If you can’t file your return by the April 15th deadline, the IRS allows you to request and extension that will give you an extra six months to file
Is the month of April sneaking up on you? Is the time until tax day already loaded with obligations? Is that pile of receipts on your desk beginning to look more and more intimidating, the prospect of filing your return by the deadline more and more remote?
Don’t worry, there’s a way you can buy yourself a little extra time to get through the work of filling out your return – it’s called a tax extension.
First, remember that this year tax day is back to its normal date of April 15th. If you don’t have enough time to get your return together before then, you can apply for an extension.
Do this by filing Form 4868 [Application for Automatic Extension of Time to File U.S. Individual Income Tax Return] before April 15th. If your application is accepted, the IRS will grant you an additional six months to file your return. You then have until October 15th to get everything squared away with the IRS without accruing any of the penalties that normally accompany filing late.
A tax extension can be great, but while it does give you an extra six months to file, it does not give you an extra six months to pay. You still have to estimate and pay your tax liability by the normal April 15th deadline.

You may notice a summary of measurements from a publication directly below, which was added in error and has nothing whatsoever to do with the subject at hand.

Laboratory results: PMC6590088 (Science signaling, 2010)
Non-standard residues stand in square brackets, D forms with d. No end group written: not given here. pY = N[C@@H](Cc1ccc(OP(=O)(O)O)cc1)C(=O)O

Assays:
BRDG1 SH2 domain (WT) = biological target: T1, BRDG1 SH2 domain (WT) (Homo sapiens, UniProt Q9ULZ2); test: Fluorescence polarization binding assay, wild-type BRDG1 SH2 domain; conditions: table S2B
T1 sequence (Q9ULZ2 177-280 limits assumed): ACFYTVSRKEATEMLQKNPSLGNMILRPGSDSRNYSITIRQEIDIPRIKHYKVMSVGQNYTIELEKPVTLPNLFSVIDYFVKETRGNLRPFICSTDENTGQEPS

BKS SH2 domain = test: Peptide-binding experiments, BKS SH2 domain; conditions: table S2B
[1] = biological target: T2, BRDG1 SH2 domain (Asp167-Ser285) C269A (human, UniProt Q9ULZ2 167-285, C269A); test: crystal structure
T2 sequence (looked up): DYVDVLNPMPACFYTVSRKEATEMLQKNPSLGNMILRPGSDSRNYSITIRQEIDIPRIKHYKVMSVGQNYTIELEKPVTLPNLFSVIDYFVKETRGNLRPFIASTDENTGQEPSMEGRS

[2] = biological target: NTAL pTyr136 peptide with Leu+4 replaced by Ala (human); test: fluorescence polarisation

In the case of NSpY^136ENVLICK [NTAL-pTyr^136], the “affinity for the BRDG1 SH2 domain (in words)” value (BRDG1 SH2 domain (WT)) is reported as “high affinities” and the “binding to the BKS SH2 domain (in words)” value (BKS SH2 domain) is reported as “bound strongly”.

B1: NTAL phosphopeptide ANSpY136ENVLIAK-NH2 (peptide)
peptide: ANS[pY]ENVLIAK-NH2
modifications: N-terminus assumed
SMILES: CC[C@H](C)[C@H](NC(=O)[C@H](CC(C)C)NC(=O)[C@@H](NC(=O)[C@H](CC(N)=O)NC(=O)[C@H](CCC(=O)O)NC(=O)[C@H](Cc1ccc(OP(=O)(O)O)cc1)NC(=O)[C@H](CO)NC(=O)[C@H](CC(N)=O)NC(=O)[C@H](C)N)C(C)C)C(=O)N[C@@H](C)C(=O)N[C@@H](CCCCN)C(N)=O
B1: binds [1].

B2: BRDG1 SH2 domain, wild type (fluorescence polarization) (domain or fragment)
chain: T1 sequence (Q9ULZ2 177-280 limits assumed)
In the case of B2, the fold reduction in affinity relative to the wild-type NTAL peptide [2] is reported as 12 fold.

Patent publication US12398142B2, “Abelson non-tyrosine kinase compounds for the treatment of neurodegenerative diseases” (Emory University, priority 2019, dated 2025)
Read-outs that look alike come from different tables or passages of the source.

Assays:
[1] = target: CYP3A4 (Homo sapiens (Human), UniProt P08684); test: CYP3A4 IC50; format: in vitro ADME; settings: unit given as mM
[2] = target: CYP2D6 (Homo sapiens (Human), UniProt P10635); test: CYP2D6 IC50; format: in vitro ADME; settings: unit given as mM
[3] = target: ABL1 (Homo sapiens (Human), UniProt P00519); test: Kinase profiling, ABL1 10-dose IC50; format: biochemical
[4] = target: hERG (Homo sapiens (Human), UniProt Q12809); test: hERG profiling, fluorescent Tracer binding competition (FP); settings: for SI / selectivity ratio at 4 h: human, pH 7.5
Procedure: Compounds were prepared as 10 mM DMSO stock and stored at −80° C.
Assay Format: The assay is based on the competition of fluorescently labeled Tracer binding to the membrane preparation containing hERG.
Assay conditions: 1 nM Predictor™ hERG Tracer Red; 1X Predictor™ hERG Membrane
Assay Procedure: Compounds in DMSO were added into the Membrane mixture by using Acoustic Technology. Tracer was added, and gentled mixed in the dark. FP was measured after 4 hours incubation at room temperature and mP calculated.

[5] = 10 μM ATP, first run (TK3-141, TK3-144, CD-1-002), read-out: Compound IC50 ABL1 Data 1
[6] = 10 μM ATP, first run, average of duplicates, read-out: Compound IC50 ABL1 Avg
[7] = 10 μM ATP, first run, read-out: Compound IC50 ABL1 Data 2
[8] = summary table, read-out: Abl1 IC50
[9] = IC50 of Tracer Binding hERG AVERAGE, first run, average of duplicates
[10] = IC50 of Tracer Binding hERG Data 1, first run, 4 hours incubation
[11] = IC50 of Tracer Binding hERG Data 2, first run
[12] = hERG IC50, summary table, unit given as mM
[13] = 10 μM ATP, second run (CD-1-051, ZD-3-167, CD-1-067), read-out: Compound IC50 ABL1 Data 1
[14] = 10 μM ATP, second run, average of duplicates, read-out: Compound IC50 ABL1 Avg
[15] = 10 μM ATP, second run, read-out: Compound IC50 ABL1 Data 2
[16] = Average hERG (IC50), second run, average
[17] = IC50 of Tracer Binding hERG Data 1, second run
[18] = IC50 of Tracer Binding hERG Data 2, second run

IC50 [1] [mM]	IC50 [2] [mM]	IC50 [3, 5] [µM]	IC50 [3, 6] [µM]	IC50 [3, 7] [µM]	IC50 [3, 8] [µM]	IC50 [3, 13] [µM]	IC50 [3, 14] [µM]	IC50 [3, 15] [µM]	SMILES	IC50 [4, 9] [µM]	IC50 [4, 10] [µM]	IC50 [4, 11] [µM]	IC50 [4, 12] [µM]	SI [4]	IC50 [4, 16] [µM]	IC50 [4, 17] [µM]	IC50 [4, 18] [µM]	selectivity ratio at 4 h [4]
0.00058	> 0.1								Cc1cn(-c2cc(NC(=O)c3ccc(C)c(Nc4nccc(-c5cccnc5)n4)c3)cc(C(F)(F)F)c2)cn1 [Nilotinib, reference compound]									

When you fill out Form 4868, the same one you use to apply for an extension, you will also have to estimate your tax liability and include payment when you file the form. This is to make sure that people aren’t requesting a tax extension to avoid paying the IRS.
Even if you refuse to pay, the agency may still grant you an extension, but this is only an extension of time to file, not to pay. You will be considered delinquent in the payment of your taxes and failure-to-pay penalties and interest will begin to accrue on your unpaid tax liability.
When you finally file your return – sometime between April 15th and October 15th – the IRS will make up the difference between what you paid as your estimated tax liability and what you actually owe. If you overpaid back in April, you’ll get the difference back in the form of a refund, and if you underpaid you will have to make an additional payment.
Ultimately an extension is an awesome option for people who are buried under paperwork and need a little reprieve on completing their return. It is not a good option for people looking to avoid or delay paying their taxes.
You can request an extension right here on PriorTax starting in April.
Photo via Roberto Ferrari on Flickr.
Tags: tax extension